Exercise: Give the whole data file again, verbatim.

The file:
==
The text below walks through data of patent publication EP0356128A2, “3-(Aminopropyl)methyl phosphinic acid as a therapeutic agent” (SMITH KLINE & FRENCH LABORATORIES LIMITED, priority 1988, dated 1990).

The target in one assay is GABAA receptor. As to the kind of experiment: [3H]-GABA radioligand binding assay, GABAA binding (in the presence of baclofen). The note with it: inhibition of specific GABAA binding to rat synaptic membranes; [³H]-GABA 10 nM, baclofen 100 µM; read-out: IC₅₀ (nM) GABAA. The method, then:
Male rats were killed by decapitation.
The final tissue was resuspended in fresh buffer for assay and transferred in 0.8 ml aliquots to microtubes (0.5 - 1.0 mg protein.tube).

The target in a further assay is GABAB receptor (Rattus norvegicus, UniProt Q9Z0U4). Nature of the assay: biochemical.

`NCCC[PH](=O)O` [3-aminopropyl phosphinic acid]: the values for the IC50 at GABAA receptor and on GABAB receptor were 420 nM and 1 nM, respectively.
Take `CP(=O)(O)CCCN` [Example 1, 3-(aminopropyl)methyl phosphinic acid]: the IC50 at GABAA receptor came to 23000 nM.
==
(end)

The text below walks through data of patent publication EP0356128A2, “3-(Aminopropyl)methyl phosphinic acid as a therapeutic agent” (SMITH KLINE & FRENCH LABORATORIES LIMITED, priority 1988, dated 1990).

The target in one assay is GABAA receptor. As to the kind of experiment: [3H]-GABA radioligand binding assay, GABAA binding (in the presence of baclofen). The note with it: inhibition of specific GABAA binding to rat synaptic membranes; [³H]-GABA 10 nM, baclofen 100 µM; read-out: IC₅₀ (nM) GABAA. The method, then:
Male rats were killed by decapitation.
The final tissue was resuspended in fresh buffer for assay and transferred in 0.8 ml aliquots to microtubes (0.5 - 1.0 mg protein.tube).

The target in a further assay is GABAB receptor (Rattus norvegicus, UniProt Q9Z0U4). Nature of the assay: biochemical.

`NCCC[PH](=O)O` [3-aminopropyl phosphinic acid]: the values for the IC50 at GABAA receptor and on GABAB receptor were 420 nM and 1 nM, respectively.
Take `CP(=O)(O)CCCN` [Example 1, 3-(aminopropyl)methyl phosphinic acid]: the IC50 at GABAA receptor came to 23000 nM.